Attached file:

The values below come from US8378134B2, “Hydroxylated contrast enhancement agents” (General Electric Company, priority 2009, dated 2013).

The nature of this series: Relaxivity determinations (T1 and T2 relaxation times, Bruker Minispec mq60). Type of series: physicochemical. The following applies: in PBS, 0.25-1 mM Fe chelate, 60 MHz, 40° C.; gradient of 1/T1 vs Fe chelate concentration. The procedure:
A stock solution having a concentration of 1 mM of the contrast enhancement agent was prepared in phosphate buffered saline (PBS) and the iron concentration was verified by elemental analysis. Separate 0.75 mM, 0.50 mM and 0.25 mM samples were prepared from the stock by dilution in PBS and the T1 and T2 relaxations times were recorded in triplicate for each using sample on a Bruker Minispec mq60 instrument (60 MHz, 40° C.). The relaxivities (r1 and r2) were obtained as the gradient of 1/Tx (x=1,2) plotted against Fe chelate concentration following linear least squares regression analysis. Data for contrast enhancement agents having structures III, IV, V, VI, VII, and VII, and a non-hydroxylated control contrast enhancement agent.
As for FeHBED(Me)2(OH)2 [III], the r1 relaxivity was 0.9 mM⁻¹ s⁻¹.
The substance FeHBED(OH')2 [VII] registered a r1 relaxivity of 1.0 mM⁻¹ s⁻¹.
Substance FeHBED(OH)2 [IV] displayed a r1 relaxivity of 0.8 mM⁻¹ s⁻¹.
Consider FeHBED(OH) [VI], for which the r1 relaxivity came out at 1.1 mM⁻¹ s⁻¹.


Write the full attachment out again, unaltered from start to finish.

The values below come from US8378134B2, “Hydroxylated contrast enhancement agents” (General Electric Company, priority 2009, dated 2013).

The nature of this series: Relaxivity determinations (T1 and T2 relaxation times, Bruker Minispec mq60). Type of series: physicochemical. The following applies: in PBS, 0.25-1 mM Fe chelate, 60 MHz, 40° C.; gradient of 1/T1 vs Fe chelate concentration. The procedure:
A stock solution having a concentration of 1 mM of the contrast enhancement agent was prepared in phosphate buffered saline (PBS) and the iron concentration was verified by elemental analysis. Separate 0.75 mM, 0.50 mM and 0.25 mM samples were prepared from the stock by dilution in PBS and the T1 and T2 relaxations times were recorded in triplicate for each using sample on a Bruker Minispec mq60 instrument (60 MHz, 40° C.). The relaxivities (r1 and r2) were obtained as the gradient of 1/Tx (x=1,2) plotted against Fe chelate concentration following linear least squares regression analysis. Data for contrast enhancement agents having structures III, IV, V, VI, VII, and VII, and a non-hydroxylated control contrast enhancement agent.
As for FeHBED(Me)2(OH)2 [III], the r1 relaxivity was 0.9 mM⁻¹ s⁻¹.
The substance FeHBED(OH')2 [VII] registered a r1 relaxivity of 1.0 mM⁻¹ s⁻¹.
Substance FeHBED(OH)2 [IV] displayed a r1 relaxivity of 0.8 mM⁻¹ s⁻¹.
Consider FeHBED(OH) [VI], for which the r1 relaxivity came out at 1.1 mM⁻¹ s⁻¹.